But because anal Pap smears are not always routine, people may need to request the test from their doctor if they’re concerned about HPV-linked anal cancer risk.
‘HPV is Like Glitter’: Who Should Be Concerned About HPV-Linked Anal Cancer Risk?
The idea that people can only contract HPV-linked anal cancer through anal sex is a misconception. The virus can easily spread to the anus in other ways, including vaginal sex.
In an interview with Slate, Dr. Stephen Abbott, Infectious Disease Physician at Whitman Walker Health in Washington, D.C., used the word “glitter” to explain how HPV spreads. “It goes everywhere,” he said “They’ve done studies of women who have never had anal sex that have had HPV in their anal canal, probably just from friction and moisture. Exchange of fluid during any type of rigorous sex can lead to HPV getting in the anal canal.”
Kreppel is adamant about shaking this misconception. “You don’t need to have anal sex to get anal cancer,” she said. “HPV travels, so you need to be on the lookout. You need to find a doctor who can do an anal Pap.”
“Taboo Sex Acts”: The Roots of the Stigma
The misconception that an HPV-linked anal cancer diagnosis is only possible after anal sex is one of the reasons the cancer carries a stigma—one which Cross, Kreppel, and Almada are actively trying to shake.
Word choices like “taboo” can perpetuate the detrimental stigma that can make many people diagnosed with the cancer hesitant to discuss it.
“When I was ill, I read a lot of blogs online, and read a lot of cancer survivor stories,” Cross said in an interview with People in March. “And a lot of people—women especially—were too embarrassed to say what kind of cancer they had. They had a lot of shame about it, and the doctors even were uncomfortable talking about the anus.”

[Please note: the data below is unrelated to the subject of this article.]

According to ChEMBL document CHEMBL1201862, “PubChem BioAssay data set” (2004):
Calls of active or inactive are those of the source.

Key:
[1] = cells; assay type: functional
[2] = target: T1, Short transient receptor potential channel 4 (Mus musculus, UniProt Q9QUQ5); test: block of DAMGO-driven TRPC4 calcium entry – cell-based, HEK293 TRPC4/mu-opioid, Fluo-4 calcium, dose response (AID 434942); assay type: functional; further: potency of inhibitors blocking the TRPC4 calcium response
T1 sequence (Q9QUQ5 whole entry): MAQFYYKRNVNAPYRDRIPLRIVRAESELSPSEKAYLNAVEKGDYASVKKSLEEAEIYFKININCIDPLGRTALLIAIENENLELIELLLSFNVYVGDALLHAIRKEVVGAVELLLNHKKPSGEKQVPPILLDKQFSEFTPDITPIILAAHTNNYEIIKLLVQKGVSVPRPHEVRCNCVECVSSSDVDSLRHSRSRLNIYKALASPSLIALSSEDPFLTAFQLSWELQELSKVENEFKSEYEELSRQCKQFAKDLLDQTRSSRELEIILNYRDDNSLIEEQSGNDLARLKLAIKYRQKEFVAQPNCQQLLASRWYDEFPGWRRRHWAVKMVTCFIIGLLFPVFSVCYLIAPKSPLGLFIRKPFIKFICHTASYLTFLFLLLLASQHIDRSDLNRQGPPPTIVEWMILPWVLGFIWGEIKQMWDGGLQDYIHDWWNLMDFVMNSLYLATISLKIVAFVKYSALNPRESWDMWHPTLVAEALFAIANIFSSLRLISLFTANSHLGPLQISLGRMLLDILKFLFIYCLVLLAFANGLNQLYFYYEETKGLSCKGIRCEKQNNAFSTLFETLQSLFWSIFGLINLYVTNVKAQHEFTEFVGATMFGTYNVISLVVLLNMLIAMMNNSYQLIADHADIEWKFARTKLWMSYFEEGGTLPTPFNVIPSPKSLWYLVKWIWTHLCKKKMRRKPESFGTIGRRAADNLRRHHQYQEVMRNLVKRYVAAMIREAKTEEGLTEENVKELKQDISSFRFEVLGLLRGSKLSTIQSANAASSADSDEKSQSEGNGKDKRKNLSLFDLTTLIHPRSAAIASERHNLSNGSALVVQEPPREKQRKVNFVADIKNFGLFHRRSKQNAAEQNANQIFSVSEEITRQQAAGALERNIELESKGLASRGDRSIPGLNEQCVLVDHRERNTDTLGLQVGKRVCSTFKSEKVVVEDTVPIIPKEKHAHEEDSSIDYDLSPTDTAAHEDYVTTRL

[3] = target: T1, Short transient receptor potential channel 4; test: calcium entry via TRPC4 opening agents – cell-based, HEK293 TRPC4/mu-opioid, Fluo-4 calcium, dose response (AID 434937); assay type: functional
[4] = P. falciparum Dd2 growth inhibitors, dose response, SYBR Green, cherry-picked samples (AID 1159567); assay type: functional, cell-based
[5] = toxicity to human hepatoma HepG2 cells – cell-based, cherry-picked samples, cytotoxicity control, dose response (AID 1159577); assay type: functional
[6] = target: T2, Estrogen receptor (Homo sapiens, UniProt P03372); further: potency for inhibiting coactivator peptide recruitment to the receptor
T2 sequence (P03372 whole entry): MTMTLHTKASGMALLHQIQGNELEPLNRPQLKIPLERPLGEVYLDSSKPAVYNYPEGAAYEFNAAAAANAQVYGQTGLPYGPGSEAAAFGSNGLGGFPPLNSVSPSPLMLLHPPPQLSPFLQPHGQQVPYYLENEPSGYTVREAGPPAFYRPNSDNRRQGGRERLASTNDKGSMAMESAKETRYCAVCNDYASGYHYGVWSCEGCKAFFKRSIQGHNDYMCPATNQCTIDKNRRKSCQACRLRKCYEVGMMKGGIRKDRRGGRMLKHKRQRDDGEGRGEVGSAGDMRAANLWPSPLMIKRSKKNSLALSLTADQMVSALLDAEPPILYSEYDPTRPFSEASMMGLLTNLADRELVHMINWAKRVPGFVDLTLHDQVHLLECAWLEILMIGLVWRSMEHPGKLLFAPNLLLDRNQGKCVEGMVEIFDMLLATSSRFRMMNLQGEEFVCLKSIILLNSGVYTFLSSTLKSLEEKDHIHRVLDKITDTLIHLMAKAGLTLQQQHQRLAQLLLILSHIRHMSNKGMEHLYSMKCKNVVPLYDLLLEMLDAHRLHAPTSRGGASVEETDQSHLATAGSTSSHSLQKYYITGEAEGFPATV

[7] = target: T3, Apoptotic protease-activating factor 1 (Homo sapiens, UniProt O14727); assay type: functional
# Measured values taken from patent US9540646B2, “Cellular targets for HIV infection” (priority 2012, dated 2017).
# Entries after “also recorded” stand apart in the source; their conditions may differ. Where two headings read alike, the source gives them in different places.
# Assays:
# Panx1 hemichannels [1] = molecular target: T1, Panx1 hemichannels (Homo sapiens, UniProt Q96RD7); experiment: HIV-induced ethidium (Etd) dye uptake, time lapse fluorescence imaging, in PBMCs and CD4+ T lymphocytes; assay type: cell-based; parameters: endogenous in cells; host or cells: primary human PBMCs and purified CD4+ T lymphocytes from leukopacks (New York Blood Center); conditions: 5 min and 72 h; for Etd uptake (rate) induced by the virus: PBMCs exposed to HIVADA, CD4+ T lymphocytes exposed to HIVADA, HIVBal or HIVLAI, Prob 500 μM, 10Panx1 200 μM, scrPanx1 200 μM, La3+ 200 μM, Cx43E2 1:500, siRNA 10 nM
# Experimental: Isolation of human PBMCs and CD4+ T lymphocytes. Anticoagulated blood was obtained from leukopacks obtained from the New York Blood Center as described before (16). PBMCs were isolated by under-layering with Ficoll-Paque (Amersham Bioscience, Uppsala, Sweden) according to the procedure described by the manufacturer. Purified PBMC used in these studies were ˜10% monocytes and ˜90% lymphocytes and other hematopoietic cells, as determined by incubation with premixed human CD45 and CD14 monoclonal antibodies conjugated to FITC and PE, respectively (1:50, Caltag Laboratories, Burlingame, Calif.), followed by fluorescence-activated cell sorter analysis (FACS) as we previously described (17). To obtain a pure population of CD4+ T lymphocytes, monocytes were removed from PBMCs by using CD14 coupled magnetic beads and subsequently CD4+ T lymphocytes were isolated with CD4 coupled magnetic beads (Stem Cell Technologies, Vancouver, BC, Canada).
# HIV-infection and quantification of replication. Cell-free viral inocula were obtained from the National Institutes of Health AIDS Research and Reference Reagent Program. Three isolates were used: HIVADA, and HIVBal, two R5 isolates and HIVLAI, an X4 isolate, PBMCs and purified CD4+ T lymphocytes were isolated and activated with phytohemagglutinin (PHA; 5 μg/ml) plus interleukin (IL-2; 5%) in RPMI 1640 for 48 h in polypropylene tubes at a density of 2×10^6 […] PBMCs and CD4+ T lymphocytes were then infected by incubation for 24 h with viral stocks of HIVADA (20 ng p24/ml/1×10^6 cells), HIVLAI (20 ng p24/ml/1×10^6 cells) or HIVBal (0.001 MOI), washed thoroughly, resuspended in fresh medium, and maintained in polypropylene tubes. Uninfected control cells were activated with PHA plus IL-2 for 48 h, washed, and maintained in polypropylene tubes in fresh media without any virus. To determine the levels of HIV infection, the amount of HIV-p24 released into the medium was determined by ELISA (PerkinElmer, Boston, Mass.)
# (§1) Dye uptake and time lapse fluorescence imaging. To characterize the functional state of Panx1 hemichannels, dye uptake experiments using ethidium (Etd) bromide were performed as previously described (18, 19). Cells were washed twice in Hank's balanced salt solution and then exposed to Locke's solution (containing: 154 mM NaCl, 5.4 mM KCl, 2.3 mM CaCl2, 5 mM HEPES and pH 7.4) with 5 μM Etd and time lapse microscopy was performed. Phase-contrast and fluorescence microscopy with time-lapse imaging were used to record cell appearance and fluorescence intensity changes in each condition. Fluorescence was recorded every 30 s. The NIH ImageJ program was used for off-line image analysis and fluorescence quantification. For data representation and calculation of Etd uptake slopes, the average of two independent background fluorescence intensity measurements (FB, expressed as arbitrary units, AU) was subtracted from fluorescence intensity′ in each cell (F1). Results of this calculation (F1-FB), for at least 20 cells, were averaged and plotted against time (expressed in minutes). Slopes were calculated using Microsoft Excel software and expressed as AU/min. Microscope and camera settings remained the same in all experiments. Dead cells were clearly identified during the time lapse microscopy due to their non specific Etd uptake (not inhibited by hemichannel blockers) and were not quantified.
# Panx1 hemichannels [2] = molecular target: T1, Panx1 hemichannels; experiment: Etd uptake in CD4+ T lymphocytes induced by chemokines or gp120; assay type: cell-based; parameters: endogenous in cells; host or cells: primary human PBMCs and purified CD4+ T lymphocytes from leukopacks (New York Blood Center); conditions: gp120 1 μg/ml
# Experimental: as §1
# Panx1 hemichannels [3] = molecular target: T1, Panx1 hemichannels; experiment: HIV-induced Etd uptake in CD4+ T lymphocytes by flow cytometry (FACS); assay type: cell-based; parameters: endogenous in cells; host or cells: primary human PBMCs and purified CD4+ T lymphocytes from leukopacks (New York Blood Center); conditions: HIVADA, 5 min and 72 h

And anal cancer isn’t the only HPV-linked cancer that carries a stigma; HPV-derived oral cancers like tongue and throat cancers (which Cross’ husband Mahoney had) have been associated with oral sex, and Academy-Award winning actor Michael Douglas came under media fire in 2013 for sharing in an interview that his HPV-related tongue cancer was “caused by cunnilingus.”
And while you can indeed contract cancer-causing HPV from anal sex or oral sex, that’s not the only way to get it—and even if it was, the stigma, as Cross pointed out, is unfair to put on someone who is already dealing with the challenges of a cancer diagnosis in the first place.
The Importance of Early Detection
Cross and Kreppel both received their anal cancer diagnoses early, while the cancer was still stage II, meaning it hadn’t spread widely and was very treatable.
After chemotherapy and radiation, Cross and Kreppel were both able to beat their cancers (and so too was Mahoney, who also caught his throat cancer early on).
Now in remission, Cross is adjusting to her new normal while cherishing the important moments in her life—such as her twin daughters’ grade school graduation.
“As I sat at my twin daughters’ graduation yesterday, I was so grateful to be alive and well,” Cross told CNN. “And thought that if I could give that gift to another person it would all be worth it.”